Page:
In fact, it is not uncommon for parties to discover on the emergence of a disagreement, that a contract or series of contracts in the same transaction contain dispute resolution provisions which conflict. This issue might arise, for example, when parties in a derivatives transaction have agreed to general terms under an ISDA Agreement, but to different terms for each particular swap or trade. Parties frequently waste valuable time and money fighting side battles on difficulties, including how or where disputes are to be resolved.
This article looks at how English courts have resolved issues of this sort, and offers some practical guidance to avoid problems before they arise.
In Paul Smith Ltd v H&S International Holding Inc  2 Lloyd’s Rep 127, the court was faced with a clause requiring disputes to be settled through arbitration, but which also provided for the exclusive jurisdiction of the English courts. English courts are reluctant to void a dispute resolution clause for uncertainty, and, like many national courts, tend to favour agreements to arbitrate. Here the court interpreted the clause as an agreement to arbitrate with a provision for the English court to retain a supervisory function. There is no guarantee though that if the matter came before arbitrators, or before other national courts at the enforcement stage, they would take the same view.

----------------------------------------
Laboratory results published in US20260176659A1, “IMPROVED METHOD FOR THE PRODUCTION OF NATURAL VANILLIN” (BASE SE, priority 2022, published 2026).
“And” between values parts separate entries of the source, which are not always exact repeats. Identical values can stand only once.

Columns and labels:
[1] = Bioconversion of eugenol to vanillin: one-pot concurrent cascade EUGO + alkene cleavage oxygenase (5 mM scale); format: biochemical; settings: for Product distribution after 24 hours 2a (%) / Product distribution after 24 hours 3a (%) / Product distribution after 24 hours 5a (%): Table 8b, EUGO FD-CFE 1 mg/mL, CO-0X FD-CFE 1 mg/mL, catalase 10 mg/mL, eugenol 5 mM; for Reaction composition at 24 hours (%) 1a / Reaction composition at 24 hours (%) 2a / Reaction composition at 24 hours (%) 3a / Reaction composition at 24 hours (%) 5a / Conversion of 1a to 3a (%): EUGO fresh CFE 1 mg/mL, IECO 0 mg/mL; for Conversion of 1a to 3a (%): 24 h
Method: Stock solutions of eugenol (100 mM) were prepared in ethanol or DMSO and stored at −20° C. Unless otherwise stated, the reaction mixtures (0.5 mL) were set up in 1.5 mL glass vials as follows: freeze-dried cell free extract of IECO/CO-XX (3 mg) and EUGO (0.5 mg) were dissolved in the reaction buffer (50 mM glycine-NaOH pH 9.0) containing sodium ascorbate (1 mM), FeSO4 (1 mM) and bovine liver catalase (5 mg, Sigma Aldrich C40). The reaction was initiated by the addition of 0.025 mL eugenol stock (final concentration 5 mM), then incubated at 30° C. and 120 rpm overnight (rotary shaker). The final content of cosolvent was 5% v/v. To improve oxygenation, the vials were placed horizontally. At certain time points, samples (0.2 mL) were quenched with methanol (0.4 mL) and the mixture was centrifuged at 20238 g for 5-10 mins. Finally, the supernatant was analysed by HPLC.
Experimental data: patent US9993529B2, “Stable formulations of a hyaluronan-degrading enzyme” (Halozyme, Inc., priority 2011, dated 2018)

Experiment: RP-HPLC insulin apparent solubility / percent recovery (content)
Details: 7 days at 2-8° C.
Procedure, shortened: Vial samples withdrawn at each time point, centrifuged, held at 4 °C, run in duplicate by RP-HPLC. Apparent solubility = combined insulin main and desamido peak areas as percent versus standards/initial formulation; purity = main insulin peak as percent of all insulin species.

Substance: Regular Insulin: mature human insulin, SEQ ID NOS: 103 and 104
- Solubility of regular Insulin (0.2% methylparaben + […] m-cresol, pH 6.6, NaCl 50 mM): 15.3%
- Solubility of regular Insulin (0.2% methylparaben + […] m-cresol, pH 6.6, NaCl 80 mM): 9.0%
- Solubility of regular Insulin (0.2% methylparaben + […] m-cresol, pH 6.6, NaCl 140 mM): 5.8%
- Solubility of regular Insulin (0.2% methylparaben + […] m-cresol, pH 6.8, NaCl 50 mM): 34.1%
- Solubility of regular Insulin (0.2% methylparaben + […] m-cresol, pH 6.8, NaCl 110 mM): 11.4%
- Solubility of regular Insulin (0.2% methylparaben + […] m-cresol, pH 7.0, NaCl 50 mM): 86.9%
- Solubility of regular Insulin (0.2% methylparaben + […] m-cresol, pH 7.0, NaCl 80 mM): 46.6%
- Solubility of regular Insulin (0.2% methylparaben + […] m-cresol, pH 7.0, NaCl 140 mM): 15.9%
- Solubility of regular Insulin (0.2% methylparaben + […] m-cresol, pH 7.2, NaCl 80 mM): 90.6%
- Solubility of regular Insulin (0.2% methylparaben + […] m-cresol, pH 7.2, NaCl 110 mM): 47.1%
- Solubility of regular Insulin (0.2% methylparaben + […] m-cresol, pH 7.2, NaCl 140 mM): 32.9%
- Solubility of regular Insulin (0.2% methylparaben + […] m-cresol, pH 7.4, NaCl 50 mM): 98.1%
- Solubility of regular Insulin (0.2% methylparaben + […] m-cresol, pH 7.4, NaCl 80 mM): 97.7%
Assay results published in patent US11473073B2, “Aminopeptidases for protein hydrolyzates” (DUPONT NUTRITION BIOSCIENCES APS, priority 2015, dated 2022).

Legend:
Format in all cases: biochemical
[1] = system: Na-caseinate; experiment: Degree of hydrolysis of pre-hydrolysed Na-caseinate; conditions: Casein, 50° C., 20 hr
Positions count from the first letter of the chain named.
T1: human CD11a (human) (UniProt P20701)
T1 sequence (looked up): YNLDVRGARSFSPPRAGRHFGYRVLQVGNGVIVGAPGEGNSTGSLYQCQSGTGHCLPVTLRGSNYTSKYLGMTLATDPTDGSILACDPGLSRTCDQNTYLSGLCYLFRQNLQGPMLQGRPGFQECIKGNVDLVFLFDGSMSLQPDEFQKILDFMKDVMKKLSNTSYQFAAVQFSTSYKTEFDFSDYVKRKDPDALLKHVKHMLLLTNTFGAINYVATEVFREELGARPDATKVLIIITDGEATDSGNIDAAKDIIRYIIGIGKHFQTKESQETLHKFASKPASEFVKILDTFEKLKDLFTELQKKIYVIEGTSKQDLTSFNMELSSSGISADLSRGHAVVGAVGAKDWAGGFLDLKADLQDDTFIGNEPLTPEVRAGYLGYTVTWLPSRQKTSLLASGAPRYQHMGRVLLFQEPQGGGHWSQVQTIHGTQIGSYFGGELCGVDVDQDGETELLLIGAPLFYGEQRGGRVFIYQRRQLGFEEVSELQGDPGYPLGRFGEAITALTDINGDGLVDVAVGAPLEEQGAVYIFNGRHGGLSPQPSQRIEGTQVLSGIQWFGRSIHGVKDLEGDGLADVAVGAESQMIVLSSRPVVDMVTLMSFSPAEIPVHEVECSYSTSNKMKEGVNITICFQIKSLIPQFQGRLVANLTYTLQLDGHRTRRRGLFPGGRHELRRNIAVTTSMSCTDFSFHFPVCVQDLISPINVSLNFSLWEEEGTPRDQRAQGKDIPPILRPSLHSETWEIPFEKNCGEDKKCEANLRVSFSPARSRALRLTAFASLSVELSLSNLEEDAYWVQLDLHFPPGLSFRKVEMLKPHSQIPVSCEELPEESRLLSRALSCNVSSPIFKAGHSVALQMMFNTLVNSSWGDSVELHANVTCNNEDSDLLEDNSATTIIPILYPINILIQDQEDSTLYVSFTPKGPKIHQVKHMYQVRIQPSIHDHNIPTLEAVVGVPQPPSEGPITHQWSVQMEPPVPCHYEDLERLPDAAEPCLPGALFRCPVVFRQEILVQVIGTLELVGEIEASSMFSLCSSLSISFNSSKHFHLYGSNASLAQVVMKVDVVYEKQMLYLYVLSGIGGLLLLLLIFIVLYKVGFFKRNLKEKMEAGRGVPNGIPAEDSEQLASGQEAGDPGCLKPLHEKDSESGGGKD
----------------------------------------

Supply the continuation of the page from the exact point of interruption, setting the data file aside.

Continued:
While other English cases follow Paul Smith, some view clauses providing for both arbitration and litigation as being ‘untidy’ or vulnerable. In MH Alshaya Company WLL v Retek Information Systems Inc  MCLR 99, one document provided for arbitration and court jurisdiction and another related document for litigation only. The court found that the litigation provision prevailed and viewed the arbitration clauseas weak. The case has been criticised, but the same principle might be followed where an arbitration agreement is unclear on its face.
In Credit Suisse First Boston (Europe) Ltd v MLC (Bermuda) Ltd  1 Lloyd’s Rep 767, the court was faced with a dispute involving a complex bond transaction, where agreements provided for English jurisdiction and related agreements for New York jurisdiction. MLC commenced proceedings in New York. Credit Suisse applied to the English Court for an anti-suit injunction to stay the New York proceedings.
Judge Rix rejected the suggestion that the court should seek to interpret a series of agreements to mean that disputes relating to them should be settled in the same jurisdiction. Instead, he found that: “where different agreements are entered into for different aspects of an overall relationship, and those different agreements contain different terms as to jurisdiction, it would seem to be applying too broad and indiscriminate a brush simply to ignore the parties’ careful selection of palette.”
This approach, however, was cast into doubt by the recent House of Lords case, Fiona Trust  UKHL 40.